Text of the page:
As all businesses move towards doing some form of Digital Transformation we are all faced with the question, how much time do I spend on the current systems and processes whilst I build the digitally enabled systems?
The answer is different for all of us but in the case of Heritage Bank, I have the systems of the Bank to run and improve whilst I build the new systems required to move us into the digital age. I can’t ignore the need to deliver efficiency and effectiveness into our current legacy environment but we need to do this in a cost efficient way with the use of a limited number of resources.
The Bank has many manual repetitive tasks which rely on staff to input information into legacy applications, apply a set of predefined business rules and deliver an outcome. The work can be mundane, error prone and does not necessarily require a high level of skill, but requires a high level of effort. Using staff to execute this process results in inconsistent outcomes and varying service levels due to distractions and other commitments.
After analysing these processes, we found up to 80 percent were candidates for some type of automation. In Heritage’s case, because of the current technical limitations of the legacy environment, we identified Robotic Process Automation (robotics) as a solution. We then picked one of our most mundane and time-consuming processes, and trialled a robotics solution. We found that by training the robot the process has become consistent, delivering a higher level of service to the customer. It has allowed staff to refocus onto more meaningful work, while monitoring and managing exceptions from the robotics system.
What we’re also benefitting from is the value adding opportunities that robotics brings in decision making. A robot can make quick decisions based on rules that take into account historical events. This is very difficult, if not impossible, for staff to achieve in the timeframes required, especially when there is a complex set of variables involved in the decision-making process.
Workflow automation is an opportunity not only to redefine our organisation as we move it into the digital age but also to reinvigorate our staff and the customer experience we deliver
The question is how far we are willing to take robotics? Do we just want to replace repetitive processes or do we want to introduce some form of cognitive automation? To do this would mean a significant system implementation than just a robot replacing a process in the workflow. It’s a question we are yet to answer but something that is in the pipeline for review.
We can easily automate a process that is repetitive and simple to follow. The robotic system just copies what we do. In general, these types of processes have a predictable outcome and automation takes the place of the entire process. This type of efficiency can provide significant time and process benefits to the staff, even if the robotics are only used for part of a solution. However we can also use a robotic process to add value to the decision making process and then to process the workflow much like a human would but with that added value included.
There are clear benefits from using robotics as part of a simple workflow. Whenever we feel that staff members are not really adding any value to a process, but just pushing buttons, then clearly we can produce the same result significantly faster. The staff benefits too, as they are freed from a mundane process and can tackle more stimulating tasks. We have also found that in the situation where a more informed decision is necessary, a robotics engine can complete the necessary investigation and produce a simple decision significantly faster. The benefits are more evident when deadlines currently force staff to err on the side of caution instead of completing the detailed investigations that a robotic process can complete in seconds.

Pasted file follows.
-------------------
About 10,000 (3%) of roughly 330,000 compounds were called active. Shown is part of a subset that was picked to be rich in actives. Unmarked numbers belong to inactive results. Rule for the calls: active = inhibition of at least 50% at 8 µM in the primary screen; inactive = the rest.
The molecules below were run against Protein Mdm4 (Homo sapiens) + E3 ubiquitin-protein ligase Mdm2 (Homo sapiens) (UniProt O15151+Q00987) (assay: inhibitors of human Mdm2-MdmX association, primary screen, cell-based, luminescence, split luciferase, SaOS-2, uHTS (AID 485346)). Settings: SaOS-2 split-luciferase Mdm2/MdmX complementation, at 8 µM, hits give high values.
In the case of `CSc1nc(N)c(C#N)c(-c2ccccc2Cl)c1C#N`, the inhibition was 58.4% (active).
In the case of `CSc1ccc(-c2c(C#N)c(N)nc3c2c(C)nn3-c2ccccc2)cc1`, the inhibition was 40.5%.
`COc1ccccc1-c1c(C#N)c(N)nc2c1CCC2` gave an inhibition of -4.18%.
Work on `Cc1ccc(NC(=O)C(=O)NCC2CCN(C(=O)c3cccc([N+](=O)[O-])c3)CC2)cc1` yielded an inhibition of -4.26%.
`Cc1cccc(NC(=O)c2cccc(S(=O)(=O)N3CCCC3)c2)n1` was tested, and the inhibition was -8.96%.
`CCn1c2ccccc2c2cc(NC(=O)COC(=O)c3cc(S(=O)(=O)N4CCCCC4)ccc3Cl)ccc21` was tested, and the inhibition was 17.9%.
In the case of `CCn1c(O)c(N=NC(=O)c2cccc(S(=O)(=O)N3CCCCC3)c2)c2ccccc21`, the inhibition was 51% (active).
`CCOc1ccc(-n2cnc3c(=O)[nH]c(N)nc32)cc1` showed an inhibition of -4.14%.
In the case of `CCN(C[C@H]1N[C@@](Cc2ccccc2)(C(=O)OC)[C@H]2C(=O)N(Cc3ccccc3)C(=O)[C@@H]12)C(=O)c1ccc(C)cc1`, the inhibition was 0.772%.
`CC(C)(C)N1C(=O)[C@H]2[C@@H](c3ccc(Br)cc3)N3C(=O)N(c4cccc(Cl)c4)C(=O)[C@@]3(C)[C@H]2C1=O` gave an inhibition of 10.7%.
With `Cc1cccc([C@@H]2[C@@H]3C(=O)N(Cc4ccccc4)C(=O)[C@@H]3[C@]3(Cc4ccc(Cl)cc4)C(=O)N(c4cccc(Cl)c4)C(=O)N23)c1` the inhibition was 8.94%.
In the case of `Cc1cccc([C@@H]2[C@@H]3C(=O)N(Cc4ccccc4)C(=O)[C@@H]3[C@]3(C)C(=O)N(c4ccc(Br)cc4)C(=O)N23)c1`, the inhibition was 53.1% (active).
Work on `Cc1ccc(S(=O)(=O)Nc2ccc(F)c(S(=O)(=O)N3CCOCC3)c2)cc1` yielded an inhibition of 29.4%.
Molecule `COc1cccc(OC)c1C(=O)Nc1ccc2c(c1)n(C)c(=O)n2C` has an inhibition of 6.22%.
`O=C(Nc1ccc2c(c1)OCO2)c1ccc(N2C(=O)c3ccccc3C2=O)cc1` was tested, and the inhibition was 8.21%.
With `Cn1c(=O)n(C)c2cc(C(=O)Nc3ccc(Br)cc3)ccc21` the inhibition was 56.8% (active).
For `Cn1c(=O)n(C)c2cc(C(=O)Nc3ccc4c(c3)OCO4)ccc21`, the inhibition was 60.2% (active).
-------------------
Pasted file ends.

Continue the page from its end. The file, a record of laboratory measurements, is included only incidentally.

In addition in the workflow processes that involve simple decision making that may require a yes or no decision, the robotics engine has a greater success rate in delivering the balanced results that the business requires.
There are no better examples of workflow automation than within the IT department itself with examples like automated testing, change management and release management. IT staff have been able to minimise their own workload by automating areas of high volume, requiring high accuracy but areas that are very easily automated. We should not ignore the opportunities to improve how IT delivers services as we reengineer our businesses. The efficiencies to be gained in these changes will benefit the current business operations as well as the new digital business and these efficiency changes will also make it easier when working with external vendors.
Workflow automation is an opportunity not only to redefine our organisation as we move it into the digital age but also to reinvigorate our staff and the customer experience we deliver. However we cannot ignore the facts that as roles and responsibilities change, we need to work with staff on the effects to their roles and responsibilities. Moving staff from simple repetitive roles to more meaningful responsibilities in the workflow is as much a benefit to the business as it is to the staff involved. Using workflow automation has proven to be a valuable investment in time and money in a technology that is helping to move Heritage more quickly into the digital age. Out of the changes made through workflow automation, the staff and customers are both seeing a benefit in efficiency and satisfaction.